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Habersham Medical Center Receives Results of Healthcare Reform Readiness Assessment

Published on August 07, 2013

August 5, 2013

Habersham Medical Center (HMC) recently received the results of a preliminary New Era Readiness assessment, revealing their strengths and opportunities for improvement in the face of current and future challenges in the healthcare landscape.  The assessment was performed by the consulting firm Kaufman Hall as part of HMC’s strategic planning effort with Northeast Georgia Health System (NGHS).

For the past several months, representatives from Kaufman Hall have been gathering information to assess HMC’s position with respect to the core competencies required to be successful in healthcare’s new environment.  Through interviews with key stakeholders – including physicians, staff, local officials and community members – as well as qualitative and quantitative analyses of operations and finances, combined with the firm’s experience in the industry and market knowledge, Kaufman Hall was able to gauge HMC’s strategic position. 

The results were shared today with members of the Habersham County Commission, the HMC management team and physicians through a series of education sessions.

Among the results, HMC scored well in relation to service distribution and effectiveness, with the results of the study showing HMC as a well-positioned community hospital delivering quality care for primary and secondary services with a modern and up-to-date facility. 

However, the results of the survey showed HMC was unprepared for the majority of the measures. Among them, information systems sophistication, which showed HMC’s IT department will likely need outside expertise and additional funding to meet future healthcare delivery requirements.

While HMC scored well in market essentiality, as an essential provider for primary and urgent care to the local community, HMC’s current size presents future risk as market share and inpatient utilization continue to decline. 

HMC also needs to focus more on physician integration.  High physician turnover and patient outmigration, driven by patient preference and physician referral patterns, have contributed to the medical center’s decline in market share.

Another area HMC showed a negative position in was financial strength.  With sustained operating losses since 2009 and more than $35 million in outstanding debt associated with the medical center’s recent renovations, HMC does not have the financial resources required for long-term sustainability.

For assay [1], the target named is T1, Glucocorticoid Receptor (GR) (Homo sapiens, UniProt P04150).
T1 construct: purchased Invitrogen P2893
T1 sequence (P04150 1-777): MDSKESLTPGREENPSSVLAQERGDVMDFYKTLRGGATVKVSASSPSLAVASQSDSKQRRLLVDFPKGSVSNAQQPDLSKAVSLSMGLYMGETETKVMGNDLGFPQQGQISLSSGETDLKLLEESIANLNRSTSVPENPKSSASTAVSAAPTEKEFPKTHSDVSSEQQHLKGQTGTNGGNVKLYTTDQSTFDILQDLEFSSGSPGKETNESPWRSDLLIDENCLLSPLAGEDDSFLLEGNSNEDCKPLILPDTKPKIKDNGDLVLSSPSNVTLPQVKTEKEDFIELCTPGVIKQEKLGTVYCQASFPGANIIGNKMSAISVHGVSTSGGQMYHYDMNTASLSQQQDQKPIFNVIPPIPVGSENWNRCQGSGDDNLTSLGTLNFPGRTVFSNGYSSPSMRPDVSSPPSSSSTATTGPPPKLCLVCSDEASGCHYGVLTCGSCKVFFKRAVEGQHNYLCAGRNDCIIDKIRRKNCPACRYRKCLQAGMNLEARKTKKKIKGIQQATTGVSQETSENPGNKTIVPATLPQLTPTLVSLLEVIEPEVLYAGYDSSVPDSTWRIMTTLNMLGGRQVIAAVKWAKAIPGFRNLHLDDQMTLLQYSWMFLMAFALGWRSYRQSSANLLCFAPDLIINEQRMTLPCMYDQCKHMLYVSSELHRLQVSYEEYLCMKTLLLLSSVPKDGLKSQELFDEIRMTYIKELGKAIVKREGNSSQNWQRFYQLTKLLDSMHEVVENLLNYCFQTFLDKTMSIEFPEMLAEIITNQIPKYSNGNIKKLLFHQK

“The results of the readiness assessment were not surprising,” says Patrick Allen, senior vice president of Kaufman Hall, who presented the information.  “These types of assessment results are common in small community hospitals across the country and are not unique to Habersham.   There are a number of healthcare organizations that are in a similar position as Habersham.  The changing healthcare environment and the evolving core competencies are some of the reasons so many hospitals are exploring restructuring models to reposition themselves in this changing healthcare landscape.”

“The assessment validated the fact that HMC would benefit greatly from joining with a healthcare system to help achieve growth in these core competencies,” he adds.  “Size and scale are essential to achieving a strong position in many of these core competencies.”

“This assessment was key to us understanding what our limitations are and what steps are necessary for us to be successful and viable moving forward,” says David Kerby, chairman of the Hospital Authority of Habersham County.

Kerby says a small work group of HMC Authority board members will now work closely with representatives from NGHS to determine what type of enterprise model might be in each organization’s respective best interests. 

Benny Bagwell, chair of the NGMC Hospital Authority, agrees that the information is insightful and provides a framework for the organizations going forward.

“Using Habersham Medical Center’s assessment, along with a recently updated readiness assessment Kaufman Hall conducted for Northeast Georgia Health System, we can find areas of strategic alignment that move both of our organizations along the continuum of readiness,” says Bagwell.

Carol Burrell, president and CEO of NGHS, says this approach validates the groups’ original guiding principles.  “We established at the beginning that the ultimate outcome should be good for the people of Habersham County as well as for residents of Hall County and the region,” says Burrell.  “By keeping these and our other guiding principles at the forefront, I feel confident we will arrive at the best solution.”

HMC President and CEO Jerry Wise says the organizations are working toward a fall/winter timeframe for a finalized agreement.  “This is not a fast process,” he says. “It takes time to gather all the information for a well-thought-out decision to be made.  But the completion of this assessment is a critical step forward in our journey.”

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